Review: James at Kirstenbosch


JamesThe sound of a lone trumpeter playing the opening bars of ‘Lose Control’ is superb. As the sky darkens above Kirstenbosch and the stars start to twinkle above the mountain, the audience goes wild as James takes to the stage, and the evening turns from superb to spectacular.

For those needing a heads up, the band is just called James. It’s not a guy called James singing, it is actually made up of seven members, none of them called James. In South Africa the band is best known for their 1993 album, Laid, which included hits ‘Sit Down’ and ‘Say Something’. They have, in fact, released 15 albums, the latest, Living in Extraordinary Times, this year.

Attended by an audience that was made up in the majority by people who were in their teens and twenties in the 90’s, it was a gorgeous evening opened by legendary South African band, Watershed. They had the audience in the palm of their hands. As the sun began to set and the sky turned pink, they played their classic, ‘Indigo Girl’, setting the stage for a perfect show.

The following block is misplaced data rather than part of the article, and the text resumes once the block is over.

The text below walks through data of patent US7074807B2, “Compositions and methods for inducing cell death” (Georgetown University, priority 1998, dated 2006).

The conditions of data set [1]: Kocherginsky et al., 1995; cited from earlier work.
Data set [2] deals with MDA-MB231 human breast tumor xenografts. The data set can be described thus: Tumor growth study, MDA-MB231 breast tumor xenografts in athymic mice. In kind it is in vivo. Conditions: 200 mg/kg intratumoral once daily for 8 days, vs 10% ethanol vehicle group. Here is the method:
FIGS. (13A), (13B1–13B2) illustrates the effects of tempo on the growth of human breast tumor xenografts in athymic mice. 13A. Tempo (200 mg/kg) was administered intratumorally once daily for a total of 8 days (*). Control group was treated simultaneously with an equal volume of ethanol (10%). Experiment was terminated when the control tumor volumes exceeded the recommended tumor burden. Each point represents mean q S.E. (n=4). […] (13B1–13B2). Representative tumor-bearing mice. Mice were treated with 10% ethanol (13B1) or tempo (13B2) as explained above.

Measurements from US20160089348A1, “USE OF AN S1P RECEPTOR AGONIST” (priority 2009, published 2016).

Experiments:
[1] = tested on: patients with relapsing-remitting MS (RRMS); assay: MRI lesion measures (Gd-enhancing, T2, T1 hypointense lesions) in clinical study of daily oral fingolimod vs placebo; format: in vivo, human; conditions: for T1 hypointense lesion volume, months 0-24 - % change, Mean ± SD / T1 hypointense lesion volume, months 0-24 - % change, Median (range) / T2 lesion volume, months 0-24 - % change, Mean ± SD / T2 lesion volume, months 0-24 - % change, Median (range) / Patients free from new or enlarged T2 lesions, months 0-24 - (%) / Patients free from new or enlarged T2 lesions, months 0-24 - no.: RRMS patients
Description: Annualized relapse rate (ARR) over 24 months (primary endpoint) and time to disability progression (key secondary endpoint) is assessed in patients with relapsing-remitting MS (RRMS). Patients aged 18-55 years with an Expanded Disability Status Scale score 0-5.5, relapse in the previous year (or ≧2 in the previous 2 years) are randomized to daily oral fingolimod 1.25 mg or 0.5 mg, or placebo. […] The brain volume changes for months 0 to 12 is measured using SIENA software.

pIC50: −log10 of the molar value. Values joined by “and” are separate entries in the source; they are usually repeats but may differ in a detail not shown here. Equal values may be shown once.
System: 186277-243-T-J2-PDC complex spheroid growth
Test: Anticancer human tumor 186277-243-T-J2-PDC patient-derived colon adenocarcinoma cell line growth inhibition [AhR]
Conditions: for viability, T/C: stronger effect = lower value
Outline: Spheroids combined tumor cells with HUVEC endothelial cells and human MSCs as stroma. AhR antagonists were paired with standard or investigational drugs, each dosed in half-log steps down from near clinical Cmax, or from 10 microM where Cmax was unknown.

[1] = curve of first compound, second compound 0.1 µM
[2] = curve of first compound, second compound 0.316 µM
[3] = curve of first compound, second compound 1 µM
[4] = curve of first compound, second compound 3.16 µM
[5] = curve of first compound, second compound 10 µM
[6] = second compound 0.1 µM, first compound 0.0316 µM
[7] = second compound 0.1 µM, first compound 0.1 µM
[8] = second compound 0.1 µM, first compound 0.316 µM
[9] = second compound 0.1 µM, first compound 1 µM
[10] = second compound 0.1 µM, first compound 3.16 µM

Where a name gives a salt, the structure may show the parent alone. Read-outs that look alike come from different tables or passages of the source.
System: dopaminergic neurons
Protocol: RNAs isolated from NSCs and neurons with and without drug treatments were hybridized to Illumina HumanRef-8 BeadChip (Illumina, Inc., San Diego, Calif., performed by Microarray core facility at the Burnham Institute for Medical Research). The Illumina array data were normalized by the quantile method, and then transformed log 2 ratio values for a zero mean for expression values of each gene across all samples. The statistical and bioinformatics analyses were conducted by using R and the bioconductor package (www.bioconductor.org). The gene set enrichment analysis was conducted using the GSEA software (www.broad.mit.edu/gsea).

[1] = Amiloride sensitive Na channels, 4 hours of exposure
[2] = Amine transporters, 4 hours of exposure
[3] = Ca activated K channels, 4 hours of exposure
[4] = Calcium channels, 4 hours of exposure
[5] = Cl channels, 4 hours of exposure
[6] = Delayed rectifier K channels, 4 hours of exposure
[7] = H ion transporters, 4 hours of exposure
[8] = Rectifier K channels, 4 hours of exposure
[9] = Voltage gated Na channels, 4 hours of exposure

James opened with ‘Lose Control’ and moved on into stomping track, ‘Hank’, an angry ode to Trump and his highly questionable politics, off Living in Extraordinary Times. It is the perfect political anthem, with a military beat that gets the pulse racing. The band’s energy radiated over the crowd, getting them all up and dancing.

‘Don’t Wait That Long’, off their 1992 album, Seven, is almost trance-like, with Kirstenbosch providing the perfect, night-insect-filled back track. How to get a Cape Town crowd up, dancing AND with their hands in the air? Ironically, play ‘Sit Down’. The crowd went crazy, singing along and turning the lawns of Kirstenbosch into something resembling The Playground or The Corner House, circa 1995. Well, without the sweaty airlessness.

Thanks, James and Kirstenbosch, for a great night.

Briony Chisholm
Instagram: brionyetc


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